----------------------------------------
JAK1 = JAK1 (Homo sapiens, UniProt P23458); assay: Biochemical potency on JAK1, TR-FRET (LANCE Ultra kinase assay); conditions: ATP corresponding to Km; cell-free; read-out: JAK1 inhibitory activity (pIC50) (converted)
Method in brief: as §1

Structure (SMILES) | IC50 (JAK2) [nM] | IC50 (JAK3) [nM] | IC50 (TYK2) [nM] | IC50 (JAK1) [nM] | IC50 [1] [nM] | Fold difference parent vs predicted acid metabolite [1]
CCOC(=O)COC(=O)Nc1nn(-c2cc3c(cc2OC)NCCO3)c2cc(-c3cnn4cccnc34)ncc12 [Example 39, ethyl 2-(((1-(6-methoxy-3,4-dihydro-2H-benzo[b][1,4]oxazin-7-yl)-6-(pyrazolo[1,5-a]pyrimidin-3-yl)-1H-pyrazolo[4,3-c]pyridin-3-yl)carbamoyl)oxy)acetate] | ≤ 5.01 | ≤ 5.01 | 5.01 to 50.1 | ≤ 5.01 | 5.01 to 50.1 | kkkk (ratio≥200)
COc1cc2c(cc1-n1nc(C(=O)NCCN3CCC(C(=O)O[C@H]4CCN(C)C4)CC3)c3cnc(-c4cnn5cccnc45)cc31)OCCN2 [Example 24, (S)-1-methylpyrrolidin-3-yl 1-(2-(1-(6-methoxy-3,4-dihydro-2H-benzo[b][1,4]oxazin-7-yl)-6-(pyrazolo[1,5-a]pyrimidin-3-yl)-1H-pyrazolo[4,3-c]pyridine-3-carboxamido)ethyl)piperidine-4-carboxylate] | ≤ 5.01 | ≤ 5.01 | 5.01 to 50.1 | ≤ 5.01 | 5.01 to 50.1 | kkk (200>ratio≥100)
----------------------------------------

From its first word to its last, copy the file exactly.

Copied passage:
JAK1 = JAK1 (Homo sapiens, UniProt P23458); assay: Biochemical potency on JAK1, TR-FRET (LANCE Ultra kinase assay); conditions: ATP corresponding to Km; cell-free; read-out: JAK1 inhibitory activity (pIC50) (converted)
Method in brief: as §1

Structure (SMILES) | IC50 (JAK2) [nM] | IC50 (JAK3) [nM] | IC50 (TYK2) [nM] | IC50 (JAK1) [nM] | IC50 [1] [nM] | Fold difference parent vs predicted acid metabolite [1]
CCOC(=O)COC(=O)Nc1nn(-c2cc3c(cc2OC)NCCO3)c2cc(-c3cnn4cccnc34)ncc12 [Example 39, ethyl 2-(((1-(6-methoxy-3,4-dihydro-2H-benzo[b][1,4]oxazin-7-yl)-6-(pyrazolo[1,5-a]pyrimidin-3-yl)-1H-pyrazolo[4,3-c]pyridin-3-yl)carbamoyl)oxy)acetate] | ≤ 5.01 | ≤ 5.01 | 5.01 to 50.1 | ≤ 5.01 | 5.01 to 50.1 | kkkk (ratio≥200)
COc1cc2c(cc1-n1nc(C(=O)NCCN3CCC(C(=O)O[C@H]4CCN(C)C4)CC3)c3cnc(-c4cnn5cccnc45)cc31)OCCN2 [Example 24, (S)-1-methylpyrrolidin-3-yl 1-(2-(1-(6-methoxy-3,4-dihydro-2H-benzo[b][1,4]oxazin-7-yl)-6-(pyrazolo[1,5-a]pyrimidin-3-yl)-1H-pyrazolo[4,3-c]pyridine-3-carboxamido)ethyl)piperidine-4-carboxylate] | ≤ 5.01 | ≤ 5.01 | 5.01 to 50.1 | ≤ 5.01 | 5.01 to 50.1 | kkk (200>ratio≥100)